How is your winter going? I am on the eve of letting the email address associated with this domain expire since I have been gradually moving toward a modified portfolio of work.
For the past month knowing that Feb 10th is my deadline so I’ve been unsubscribing regularly. I am conscious how much more work it is to monitor one additional email account. I’ll be back to two main ones, and one I use for a business where I consult from time to time. That feels easier.
As I do this, it’s been kind of nostalgic to walk back through projects and files that I started from 2018 to 2021 marking a period of experimentation with a number of offerings. 2022 feels like a year where I may “land” a bit more and embrace a couple of main areas. At the same time, I am looking for a nice ritual of letting go to mark the occasion. I don’t know about you, but rituals of completion feel important to me.
So often I feel excited to head off into the next big challenge, but then I leave “open containers” along the way. Then they continue to exist in the background, taking up bandwidth like the extra windows we have opened, or those apps we forget to close. It’s no wonder our brains start to feel tired and burdened.
I like rituals involving fire. Safe ones, of course, but I’m considering how to mark this occasion as a burning away of old pressures, identities, obligations. I haven’t decided on how to do that yet, but I’m curious if you do this type of thing to mark the end of a project or effort, and what feels right.
Can you share with me any ideas that you find especially helpful?
I received some news at work yesterday which was surprising at first. It took me a few minutes to process it, and I am still deciding how to approach this news.
My emotions went from disbelief to amazement to sadness. Then I felt quiet recognition that this was not actually unexpected. My intuition had been nudging me here but I had been reluctant to fully see and acknowledge what I was seeing.
So my current emotion is relief. There is some uncertainty in the process of moving forward after big news. And there can be a delightful freedom in it, a chance for something new to burst forth.
I thank my yoga training for allowing me to sit in the “heat” of any situation in my life and recognize it is here to teach me something. My resilience and resourcefulness come from within, and I am so grateful that I know this.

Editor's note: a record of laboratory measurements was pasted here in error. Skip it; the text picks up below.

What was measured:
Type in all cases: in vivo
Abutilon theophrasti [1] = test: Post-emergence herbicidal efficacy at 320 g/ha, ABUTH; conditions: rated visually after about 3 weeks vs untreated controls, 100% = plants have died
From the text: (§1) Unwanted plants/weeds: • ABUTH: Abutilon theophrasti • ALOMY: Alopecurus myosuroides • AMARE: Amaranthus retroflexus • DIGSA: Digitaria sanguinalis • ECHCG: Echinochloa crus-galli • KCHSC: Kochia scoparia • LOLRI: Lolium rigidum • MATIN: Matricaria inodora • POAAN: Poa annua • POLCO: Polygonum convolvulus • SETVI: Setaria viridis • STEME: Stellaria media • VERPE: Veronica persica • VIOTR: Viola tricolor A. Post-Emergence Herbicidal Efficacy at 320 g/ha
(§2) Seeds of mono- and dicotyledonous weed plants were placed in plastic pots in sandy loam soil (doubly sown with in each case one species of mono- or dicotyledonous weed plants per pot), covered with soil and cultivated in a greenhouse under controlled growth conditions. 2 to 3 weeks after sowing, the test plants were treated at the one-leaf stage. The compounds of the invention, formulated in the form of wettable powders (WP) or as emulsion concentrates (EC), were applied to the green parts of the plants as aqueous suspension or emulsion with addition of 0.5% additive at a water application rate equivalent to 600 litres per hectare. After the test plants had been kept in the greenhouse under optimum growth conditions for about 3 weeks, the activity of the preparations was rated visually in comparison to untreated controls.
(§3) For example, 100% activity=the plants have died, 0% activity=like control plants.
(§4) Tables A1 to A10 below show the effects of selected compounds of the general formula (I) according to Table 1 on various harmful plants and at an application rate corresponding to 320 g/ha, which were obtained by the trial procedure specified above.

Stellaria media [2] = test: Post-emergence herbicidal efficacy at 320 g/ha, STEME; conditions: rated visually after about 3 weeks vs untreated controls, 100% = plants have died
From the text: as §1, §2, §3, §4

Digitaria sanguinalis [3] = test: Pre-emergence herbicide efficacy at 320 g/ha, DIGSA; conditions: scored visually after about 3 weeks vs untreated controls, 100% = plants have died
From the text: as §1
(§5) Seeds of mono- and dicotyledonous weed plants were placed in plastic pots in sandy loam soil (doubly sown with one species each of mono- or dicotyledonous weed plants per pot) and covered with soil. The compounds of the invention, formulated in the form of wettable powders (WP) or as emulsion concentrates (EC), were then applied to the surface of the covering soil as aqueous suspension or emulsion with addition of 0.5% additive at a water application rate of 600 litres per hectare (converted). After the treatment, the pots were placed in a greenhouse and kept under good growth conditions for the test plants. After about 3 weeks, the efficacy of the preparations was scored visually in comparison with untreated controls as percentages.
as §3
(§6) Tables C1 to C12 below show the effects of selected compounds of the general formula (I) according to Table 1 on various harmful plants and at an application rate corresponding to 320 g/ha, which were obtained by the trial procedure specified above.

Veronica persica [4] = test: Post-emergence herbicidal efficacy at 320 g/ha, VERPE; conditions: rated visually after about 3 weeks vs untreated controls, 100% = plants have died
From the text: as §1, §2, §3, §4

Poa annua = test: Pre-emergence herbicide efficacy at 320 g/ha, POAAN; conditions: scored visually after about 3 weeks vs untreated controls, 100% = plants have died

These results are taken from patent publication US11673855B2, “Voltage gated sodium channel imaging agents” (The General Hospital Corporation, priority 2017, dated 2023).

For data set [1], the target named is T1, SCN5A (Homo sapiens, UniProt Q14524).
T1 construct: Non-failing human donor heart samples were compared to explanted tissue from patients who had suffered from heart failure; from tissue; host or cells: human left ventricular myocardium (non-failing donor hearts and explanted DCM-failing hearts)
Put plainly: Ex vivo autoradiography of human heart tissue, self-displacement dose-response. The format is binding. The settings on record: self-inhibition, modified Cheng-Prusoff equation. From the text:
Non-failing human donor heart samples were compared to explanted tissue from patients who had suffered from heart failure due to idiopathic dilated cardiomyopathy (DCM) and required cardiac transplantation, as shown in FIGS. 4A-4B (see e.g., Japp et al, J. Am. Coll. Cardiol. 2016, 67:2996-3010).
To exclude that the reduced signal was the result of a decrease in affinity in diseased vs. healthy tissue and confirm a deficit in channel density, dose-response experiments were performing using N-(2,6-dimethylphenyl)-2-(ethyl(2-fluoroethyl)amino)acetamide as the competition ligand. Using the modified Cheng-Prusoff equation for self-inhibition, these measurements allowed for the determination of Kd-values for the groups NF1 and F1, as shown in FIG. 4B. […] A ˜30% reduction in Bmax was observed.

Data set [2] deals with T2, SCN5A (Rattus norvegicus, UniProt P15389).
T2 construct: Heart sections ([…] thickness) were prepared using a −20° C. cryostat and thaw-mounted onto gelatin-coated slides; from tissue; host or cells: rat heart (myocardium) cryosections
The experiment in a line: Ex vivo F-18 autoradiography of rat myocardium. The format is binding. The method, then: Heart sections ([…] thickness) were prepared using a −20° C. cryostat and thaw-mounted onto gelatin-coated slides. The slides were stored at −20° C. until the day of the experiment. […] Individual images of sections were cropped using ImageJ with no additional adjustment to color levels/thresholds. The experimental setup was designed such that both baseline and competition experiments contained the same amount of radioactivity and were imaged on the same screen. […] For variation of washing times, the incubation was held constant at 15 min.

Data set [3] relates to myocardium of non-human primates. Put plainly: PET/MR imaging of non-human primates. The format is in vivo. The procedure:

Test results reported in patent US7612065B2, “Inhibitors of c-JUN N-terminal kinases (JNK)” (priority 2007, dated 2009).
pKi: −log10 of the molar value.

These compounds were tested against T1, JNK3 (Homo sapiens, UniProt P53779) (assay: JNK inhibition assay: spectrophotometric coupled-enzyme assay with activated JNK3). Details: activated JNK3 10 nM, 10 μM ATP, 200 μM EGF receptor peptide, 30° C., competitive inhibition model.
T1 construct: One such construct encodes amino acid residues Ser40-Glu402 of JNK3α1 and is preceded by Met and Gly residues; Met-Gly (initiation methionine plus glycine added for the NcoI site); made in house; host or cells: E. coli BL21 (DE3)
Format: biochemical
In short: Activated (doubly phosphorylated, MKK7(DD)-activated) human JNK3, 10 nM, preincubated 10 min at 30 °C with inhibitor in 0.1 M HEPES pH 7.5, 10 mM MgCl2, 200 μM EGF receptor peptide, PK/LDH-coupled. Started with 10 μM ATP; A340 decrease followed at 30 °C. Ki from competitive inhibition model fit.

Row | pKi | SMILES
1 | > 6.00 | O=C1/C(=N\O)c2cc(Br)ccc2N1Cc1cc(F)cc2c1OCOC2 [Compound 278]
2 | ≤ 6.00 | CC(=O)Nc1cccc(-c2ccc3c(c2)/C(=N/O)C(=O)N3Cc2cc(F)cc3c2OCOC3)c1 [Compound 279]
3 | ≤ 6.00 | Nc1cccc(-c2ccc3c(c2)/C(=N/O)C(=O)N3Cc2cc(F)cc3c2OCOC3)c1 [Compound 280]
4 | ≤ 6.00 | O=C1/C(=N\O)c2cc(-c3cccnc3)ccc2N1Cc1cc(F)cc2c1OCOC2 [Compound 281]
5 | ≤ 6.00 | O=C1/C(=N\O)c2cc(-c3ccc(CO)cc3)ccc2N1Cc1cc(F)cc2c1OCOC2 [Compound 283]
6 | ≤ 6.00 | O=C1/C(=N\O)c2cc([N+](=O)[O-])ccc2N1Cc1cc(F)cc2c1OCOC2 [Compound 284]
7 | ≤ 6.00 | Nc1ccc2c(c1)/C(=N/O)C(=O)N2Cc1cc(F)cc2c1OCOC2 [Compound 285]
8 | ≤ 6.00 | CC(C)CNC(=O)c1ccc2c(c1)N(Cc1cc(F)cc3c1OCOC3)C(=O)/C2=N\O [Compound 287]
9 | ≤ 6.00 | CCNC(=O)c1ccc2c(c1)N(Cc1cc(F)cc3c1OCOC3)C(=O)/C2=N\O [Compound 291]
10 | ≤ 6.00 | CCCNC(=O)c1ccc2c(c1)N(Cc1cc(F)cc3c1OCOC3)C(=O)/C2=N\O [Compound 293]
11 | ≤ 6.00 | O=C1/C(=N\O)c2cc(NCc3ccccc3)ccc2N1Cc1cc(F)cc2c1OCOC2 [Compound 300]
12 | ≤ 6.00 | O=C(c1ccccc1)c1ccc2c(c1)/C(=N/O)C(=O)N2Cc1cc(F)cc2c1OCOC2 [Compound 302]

Over the weekend I received news about a yoga teaching opportunity which was energizing and exciting. After my “desk chair yoga” class in February I have been wondering what is next along that front, and some new options are emerging. I felt like I had been pushing, pushing, pushing on some projects that had felt stuck. And now I feel a sense of ease at understanding that planting seeds was more important, that growth and harvesting are a later part of this particular project.
Grateful for all the the wisdom I continue to receive.
This past weekend, I spent time on another round of de-cluttering, since it was cold and snowy. Though Marie Kondo claims that one can tidy in a one-time special event for a period of a few weeks or months, I believe it is more of an annual or seasonal ritual for me at minimum.
January is a great time to do this. After the holidays, we have accumulated more things. Some of those things we might use; other things we might want to gratefully pass them along to someone else via donation. The purpose of those things was to be received, and to convey care from the giver. Possessing them for longer than needed creates an unnecessary burden.
For me, what accumulates is usually clothing and books. Oh, and since I did not entirely finish the “komono” clearing before (random odds and ends) I am still working through that. So many decisions!
Last month my yoga book club group focused on Saucha,or purity, the first of the 5 Niyamas, observances that make up part of the ethical guidelines. Part of this practice is to purify our bodies through healthy food and exercise. Another part of it involves taking care of the space around us, so we are not weighed down by excess possessions.
After dropping off some bags of clothing and shoes I no longer wear, a few household items and a bag of books, I felt immediately lighter. I felt less weighed down, buoyed by fresh energy after letting go of these items that were encroaching upon my space. I still have work to complete. But this flying start was such a nice reminder of the boost that comes from Outer Order (with credit to Gretchen Rubin, who has also inspired me this month via Audible).
Where might you purify your body, your space, or your thoughts? You might be amazed at the energy that’s released by letting go.